Delays in medical assessments, determination of claims and dispute resolution

Independent and Joint Medical Evaluations that are traditionally used to determine and resolve eligibility and entitlements of new claims for compensation have been impacted by COVID-19 restrictions.  In NSW, SIRA has temporarily deferred all in-person psychiatric and physical assessments.

Medical assessments conducted via telehealth can offer a safe alternative, and potentially avert the delays that will occur from postponed in-person assessments.  Evidence about online medical assessments is scarce, and further investigation is needed.

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(Photo by Malvestida Magazine on Unsplash)


The need for quicker service delivery

Telehealth services represent an important way to ensure that compensation claimants are able to access the services they need. At the same time, infectious disease epidemics and economic downturns have a history of exacerbating both social inequity and health inequalities. We also know that lack of information, delays in the delivery of services, and slow administration of claims are persistent barriers to better experiences and outcomes for injured workers and compensation claimants. This was most recently apparent in the findings of the Victorian Ombudsman in her reports on WorkSafe Victoria. Delays contribute to poor quality service and injured worker dissatisfaction which negatively impacts claimant recovery, slows return to work and ultimately extends the length of a claim.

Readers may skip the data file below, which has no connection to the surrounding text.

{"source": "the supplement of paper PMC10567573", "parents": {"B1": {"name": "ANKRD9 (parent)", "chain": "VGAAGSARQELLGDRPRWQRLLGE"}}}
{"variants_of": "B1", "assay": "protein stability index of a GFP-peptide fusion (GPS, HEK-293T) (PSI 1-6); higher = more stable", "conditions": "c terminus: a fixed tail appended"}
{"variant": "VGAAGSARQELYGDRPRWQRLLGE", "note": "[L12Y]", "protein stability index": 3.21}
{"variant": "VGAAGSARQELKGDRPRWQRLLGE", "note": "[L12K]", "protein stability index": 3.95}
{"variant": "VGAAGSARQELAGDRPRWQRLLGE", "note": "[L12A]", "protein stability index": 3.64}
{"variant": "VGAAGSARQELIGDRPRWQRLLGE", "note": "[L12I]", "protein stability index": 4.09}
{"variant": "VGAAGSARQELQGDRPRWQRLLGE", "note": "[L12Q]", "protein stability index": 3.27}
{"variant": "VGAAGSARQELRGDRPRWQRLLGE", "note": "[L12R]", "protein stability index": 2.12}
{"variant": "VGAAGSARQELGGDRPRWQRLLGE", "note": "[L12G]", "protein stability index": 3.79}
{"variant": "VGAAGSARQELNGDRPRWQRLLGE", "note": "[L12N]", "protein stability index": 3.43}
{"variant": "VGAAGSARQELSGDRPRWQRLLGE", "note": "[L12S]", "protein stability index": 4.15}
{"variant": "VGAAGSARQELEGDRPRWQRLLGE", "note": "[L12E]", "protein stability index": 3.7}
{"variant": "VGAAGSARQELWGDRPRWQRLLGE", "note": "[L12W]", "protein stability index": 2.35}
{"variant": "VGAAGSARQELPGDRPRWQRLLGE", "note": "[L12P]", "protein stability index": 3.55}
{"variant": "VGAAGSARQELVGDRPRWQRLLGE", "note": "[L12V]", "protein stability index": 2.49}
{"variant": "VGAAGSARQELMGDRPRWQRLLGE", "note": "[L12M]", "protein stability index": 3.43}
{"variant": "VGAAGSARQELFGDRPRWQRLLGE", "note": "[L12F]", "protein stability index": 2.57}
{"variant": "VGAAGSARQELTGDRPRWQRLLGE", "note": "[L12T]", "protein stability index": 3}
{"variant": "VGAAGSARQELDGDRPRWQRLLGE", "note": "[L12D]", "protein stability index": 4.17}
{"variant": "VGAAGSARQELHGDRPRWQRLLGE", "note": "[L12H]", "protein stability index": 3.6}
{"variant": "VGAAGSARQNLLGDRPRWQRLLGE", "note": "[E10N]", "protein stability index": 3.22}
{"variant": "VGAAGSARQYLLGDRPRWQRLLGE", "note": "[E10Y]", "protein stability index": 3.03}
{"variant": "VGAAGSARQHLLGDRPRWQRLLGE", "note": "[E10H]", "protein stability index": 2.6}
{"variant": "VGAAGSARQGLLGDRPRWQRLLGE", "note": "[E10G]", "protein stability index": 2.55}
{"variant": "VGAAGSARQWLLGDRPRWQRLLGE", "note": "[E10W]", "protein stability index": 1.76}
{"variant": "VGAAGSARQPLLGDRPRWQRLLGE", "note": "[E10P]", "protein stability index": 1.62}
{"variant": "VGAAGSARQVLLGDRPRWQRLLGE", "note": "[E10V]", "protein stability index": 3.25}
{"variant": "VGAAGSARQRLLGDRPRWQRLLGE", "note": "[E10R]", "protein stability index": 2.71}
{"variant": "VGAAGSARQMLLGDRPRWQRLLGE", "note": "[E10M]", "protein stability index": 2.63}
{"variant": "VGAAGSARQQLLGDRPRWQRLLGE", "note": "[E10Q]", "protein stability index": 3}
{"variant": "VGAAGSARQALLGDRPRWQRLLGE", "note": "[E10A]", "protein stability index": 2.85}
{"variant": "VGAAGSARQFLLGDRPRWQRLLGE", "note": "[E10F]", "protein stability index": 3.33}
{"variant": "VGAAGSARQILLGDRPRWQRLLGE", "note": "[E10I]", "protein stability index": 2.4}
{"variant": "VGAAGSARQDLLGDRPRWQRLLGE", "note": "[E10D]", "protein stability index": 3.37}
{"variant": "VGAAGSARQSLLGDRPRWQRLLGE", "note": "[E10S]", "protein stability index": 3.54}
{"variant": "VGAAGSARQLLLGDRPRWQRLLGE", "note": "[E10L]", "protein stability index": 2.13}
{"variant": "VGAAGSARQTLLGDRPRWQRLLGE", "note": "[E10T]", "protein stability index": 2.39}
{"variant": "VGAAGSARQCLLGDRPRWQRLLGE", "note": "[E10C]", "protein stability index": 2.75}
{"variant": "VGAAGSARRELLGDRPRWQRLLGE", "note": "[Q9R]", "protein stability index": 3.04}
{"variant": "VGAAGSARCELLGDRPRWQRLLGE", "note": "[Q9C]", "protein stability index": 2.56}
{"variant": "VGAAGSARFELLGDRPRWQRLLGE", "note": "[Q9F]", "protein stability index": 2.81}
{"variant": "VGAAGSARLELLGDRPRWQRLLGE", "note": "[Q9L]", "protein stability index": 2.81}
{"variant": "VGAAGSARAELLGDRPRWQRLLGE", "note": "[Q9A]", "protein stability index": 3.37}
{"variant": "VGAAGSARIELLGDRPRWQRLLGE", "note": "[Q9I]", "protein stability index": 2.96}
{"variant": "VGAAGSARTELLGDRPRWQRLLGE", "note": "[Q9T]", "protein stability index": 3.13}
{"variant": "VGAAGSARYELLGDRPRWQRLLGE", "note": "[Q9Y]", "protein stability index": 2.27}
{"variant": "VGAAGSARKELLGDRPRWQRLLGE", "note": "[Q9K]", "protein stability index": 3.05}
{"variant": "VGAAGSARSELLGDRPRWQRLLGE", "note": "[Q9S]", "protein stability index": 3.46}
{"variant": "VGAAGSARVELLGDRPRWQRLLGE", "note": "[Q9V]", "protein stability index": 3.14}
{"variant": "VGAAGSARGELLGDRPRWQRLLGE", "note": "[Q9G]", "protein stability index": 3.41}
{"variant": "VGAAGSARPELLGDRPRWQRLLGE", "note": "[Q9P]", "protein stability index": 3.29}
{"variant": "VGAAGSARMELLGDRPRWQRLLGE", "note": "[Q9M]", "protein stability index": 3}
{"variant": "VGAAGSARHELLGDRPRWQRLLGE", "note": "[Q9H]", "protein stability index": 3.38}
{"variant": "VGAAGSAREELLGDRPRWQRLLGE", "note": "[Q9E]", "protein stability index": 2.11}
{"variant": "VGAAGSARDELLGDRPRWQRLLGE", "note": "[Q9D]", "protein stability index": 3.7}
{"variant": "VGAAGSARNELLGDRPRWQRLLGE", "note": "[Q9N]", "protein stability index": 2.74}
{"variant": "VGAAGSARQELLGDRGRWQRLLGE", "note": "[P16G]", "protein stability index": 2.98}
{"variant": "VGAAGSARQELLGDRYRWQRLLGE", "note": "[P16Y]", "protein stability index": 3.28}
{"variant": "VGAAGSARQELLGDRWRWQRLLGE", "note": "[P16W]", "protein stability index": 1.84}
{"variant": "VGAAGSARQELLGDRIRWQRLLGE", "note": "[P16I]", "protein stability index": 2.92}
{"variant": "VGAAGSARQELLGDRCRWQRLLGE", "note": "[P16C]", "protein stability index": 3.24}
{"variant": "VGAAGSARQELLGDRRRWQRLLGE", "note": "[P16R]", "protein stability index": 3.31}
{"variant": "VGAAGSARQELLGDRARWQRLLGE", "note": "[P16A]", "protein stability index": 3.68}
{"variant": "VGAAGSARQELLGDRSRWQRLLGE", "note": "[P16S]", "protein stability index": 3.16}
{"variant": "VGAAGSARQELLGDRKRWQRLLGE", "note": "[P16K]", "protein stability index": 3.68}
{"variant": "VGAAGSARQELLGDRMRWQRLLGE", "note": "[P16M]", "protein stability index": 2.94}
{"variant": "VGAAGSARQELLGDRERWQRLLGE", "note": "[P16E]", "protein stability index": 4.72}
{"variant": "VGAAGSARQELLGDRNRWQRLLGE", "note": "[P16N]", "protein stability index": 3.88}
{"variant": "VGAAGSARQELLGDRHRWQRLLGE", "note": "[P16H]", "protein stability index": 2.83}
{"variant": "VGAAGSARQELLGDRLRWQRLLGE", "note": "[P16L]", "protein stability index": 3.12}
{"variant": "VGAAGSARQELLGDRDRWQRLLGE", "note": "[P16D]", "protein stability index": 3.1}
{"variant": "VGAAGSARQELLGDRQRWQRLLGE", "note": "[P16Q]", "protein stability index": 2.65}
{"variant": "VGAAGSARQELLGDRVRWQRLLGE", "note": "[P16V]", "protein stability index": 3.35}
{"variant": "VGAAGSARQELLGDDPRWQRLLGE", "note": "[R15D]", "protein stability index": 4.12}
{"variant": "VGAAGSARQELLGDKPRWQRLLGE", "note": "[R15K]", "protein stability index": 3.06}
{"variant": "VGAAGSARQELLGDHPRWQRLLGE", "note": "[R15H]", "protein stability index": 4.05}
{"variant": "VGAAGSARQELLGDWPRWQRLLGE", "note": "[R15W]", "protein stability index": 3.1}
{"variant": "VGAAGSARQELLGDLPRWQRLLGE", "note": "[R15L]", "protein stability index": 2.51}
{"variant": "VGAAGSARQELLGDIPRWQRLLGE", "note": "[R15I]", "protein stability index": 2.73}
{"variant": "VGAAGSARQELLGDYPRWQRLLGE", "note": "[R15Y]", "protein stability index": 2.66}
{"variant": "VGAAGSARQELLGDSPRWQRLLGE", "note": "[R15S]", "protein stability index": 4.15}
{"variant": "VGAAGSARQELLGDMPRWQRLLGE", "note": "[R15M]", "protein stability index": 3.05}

Delays in administration for the approval and delivery of telehealth services, while understandable in these times, cannot remain unaddressed. Compensation authorities could expedite telehealth services by simplifying claimants’ access to information about telehealth services, and supporting healthcare providers to improve the provision of telehealth services. Such steps will ensure that the benefits of telehealth are maximised in the context of injury compensation systems, rather than adding further barriers to optimal claimant experience and recovery.


(Featured image: Photo by William Iven on Unsplash)